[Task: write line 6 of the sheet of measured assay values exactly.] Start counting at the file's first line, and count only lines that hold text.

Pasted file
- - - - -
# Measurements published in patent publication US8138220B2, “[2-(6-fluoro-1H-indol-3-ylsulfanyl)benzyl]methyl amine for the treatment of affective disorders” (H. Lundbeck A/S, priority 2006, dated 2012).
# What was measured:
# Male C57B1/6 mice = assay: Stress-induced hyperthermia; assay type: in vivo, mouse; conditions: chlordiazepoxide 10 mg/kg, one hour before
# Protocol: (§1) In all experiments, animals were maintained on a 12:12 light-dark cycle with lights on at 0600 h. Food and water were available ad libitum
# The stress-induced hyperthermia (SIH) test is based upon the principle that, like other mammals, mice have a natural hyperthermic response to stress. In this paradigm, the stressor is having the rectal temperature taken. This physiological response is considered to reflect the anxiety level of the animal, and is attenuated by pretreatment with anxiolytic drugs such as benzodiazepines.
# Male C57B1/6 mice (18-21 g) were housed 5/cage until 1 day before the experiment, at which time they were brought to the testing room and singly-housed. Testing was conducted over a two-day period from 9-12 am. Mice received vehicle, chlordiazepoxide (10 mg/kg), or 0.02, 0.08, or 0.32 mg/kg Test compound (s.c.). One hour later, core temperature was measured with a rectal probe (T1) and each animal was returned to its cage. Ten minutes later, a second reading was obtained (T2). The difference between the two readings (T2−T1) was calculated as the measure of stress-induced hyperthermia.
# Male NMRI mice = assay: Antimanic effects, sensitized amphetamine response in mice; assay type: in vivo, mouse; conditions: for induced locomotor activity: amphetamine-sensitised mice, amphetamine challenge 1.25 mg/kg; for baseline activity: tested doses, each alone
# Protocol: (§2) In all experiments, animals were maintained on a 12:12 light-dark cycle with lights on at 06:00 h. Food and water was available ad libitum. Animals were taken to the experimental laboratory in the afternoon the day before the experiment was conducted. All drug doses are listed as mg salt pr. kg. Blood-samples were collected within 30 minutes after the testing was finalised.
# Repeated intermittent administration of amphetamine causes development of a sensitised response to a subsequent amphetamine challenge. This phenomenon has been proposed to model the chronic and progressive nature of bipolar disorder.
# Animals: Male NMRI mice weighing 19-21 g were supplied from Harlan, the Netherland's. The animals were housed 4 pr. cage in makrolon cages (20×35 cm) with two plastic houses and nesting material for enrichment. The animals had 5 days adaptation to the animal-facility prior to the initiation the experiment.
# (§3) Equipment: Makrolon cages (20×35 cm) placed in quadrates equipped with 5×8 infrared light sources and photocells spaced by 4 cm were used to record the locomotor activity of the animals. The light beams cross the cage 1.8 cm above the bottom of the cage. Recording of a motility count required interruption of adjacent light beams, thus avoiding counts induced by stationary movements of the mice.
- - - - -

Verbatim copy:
# Male C57B1/6 mice (18-21 g) were housed 5/cage until 1 day before the experiment, at which time they were brought to the testing room and singly-housed. Testing was conducted over a two-day period from 9-12 am. Mice received vehicle, chlordiazepoxide (10 mg/kg), or 0.02, 0.08, or 0.32 mg/kg Test compound (s.c.). One hour later, core temperature was measured with a rectal probe (T1) and each animal was returned to its cage. Ten minutes later, a second reading was obtained (T2). The difference between the two readings (T2−T1) was calculated as the measure of stress-induced hyperthermia.